Google integrates search engines
Mountain View (CA) – Google today announced may be the most significant enhancement to the company’s core search engine in several years: Google is integrating search engines that so far have operated as separate entities into the main Google search. It also marks the first time that YouTube is closely embedded into Google search results.
Google’s “search-ology” briefing started early today as so many Google briefings, which sometimes promise more information than they actually deliver. But the company held back a big news item until the very end of the event: Google today launched a major new functionality to its search engine, called Universal Search.
Universal Search, which Google said has been in the making for the past two years, combines searches across the regular search engine, books, local, images, news and videos. The transition from the old, standalone main Google search to an integrated search results in a very subtle visual change on the search results page – in fact, in most cases users will have to look very closely to notice Universal Search at all. However, when in full swing, searches run through the main Google engine will return, for example, maps and images of hotels, videos about historic events and how-to topics, or news items about people of current interest.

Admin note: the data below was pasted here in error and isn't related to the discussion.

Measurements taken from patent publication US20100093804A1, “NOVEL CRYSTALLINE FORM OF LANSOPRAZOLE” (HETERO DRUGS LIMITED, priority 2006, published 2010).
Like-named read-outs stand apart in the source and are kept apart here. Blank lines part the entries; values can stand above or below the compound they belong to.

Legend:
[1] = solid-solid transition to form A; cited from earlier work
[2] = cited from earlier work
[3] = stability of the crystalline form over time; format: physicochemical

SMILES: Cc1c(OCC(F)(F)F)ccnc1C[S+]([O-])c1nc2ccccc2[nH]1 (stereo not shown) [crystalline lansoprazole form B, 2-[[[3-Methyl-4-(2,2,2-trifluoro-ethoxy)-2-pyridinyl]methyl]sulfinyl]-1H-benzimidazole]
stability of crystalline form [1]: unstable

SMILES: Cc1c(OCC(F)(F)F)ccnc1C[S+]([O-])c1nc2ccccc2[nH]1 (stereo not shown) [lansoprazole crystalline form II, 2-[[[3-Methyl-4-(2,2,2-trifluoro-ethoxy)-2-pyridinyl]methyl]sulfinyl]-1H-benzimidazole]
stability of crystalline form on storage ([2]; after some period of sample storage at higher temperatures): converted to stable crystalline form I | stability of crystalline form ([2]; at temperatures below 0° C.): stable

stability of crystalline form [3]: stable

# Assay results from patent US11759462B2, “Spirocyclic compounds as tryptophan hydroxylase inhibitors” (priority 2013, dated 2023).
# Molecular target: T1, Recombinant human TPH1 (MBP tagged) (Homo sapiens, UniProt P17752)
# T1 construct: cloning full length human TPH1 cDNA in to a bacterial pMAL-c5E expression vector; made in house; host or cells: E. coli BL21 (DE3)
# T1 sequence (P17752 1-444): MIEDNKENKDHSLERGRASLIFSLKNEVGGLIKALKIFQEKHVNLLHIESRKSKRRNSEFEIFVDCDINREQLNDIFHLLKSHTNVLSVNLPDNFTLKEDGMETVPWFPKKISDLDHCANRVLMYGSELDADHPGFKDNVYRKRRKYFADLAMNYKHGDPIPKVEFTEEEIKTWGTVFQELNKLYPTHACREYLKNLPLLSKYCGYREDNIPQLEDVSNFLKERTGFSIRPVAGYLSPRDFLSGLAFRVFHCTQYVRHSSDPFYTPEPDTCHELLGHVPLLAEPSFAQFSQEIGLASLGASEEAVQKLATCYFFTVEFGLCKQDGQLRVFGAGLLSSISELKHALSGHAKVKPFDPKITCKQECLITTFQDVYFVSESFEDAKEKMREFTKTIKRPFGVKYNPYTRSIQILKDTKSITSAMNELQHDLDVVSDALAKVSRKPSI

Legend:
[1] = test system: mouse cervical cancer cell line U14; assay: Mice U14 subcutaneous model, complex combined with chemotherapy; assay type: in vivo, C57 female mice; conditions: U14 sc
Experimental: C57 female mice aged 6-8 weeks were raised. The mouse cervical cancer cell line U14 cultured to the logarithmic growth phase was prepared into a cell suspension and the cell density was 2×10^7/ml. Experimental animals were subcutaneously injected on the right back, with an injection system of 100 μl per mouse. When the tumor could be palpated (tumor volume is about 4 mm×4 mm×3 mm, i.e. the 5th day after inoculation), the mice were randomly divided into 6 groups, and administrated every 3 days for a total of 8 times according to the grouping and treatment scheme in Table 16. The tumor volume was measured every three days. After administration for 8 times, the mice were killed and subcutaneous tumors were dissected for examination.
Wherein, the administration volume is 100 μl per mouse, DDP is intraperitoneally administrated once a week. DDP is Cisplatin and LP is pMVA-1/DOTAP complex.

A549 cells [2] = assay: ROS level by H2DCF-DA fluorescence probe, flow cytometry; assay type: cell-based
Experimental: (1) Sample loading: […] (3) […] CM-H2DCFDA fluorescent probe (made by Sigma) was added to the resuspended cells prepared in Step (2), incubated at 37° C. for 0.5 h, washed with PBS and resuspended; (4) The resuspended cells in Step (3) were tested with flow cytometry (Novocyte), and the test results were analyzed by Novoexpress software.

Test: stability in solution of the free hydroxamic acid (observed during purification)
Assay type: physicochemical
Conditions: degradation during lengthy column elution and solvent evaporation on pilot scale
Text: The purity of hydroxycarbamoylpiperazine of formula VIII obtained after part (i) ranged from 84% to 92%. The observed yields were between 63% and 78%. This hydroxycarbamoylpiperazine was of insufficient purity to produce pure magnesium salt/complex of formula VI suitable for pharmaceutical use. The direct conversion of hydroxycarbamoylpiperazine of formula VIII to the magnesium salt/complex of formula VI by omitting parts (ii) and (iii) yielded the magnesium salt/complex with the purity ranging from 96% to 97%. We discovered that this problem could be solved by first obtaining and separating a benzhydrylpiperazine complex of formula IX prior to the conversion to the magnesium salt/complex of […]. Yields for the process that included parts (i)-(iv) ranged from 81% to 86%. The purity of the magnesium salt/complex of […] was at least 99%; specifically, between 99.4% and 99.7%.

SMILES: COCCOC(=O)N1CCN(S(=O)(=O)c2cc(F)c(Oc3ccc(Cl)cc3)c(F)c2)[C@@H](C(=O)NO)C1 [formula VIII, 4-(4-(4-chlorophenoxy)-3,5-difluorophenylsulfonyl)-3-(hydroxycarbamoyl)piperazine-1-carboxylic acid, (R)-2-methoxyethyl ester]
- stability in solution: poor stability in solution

Google claims that it was able to apply an enhanced page ranking system across all different media and list the most relevant search results on the top of the page – where readers are most likely scan results for the information they are looking for.
Company representatives said that Universal Search required a whole new infrastructure for search, keeping more than 100 engineers busy over a period of more than two years. The company declined to provide details how much more computational power Universal Search requires. Udi Manber, vice president of engineering said that the change “obviously suggests than running ten queries instead of one results in about ten times then cost.” In reality, “it is much closer to one,” he said.
Universal Search is the first time that we see YouTube to be tightly integrated in Google. Google videos and YouTube videos will play right out of the search results page; videos found on other websites will not play in Google and Google will drive traffic to those sites instead. According to Google co-founder Sergey Brin, the integration of YouTube into Google will not only show the entertainment value of the video site, but highlight the research value, which he described as “underappreciated” today. He hopes that especially how-to videos will improve the search results offered by Google.
Universal Search is going online sometime today and should be available everywhere on the globe sometime tomorrow.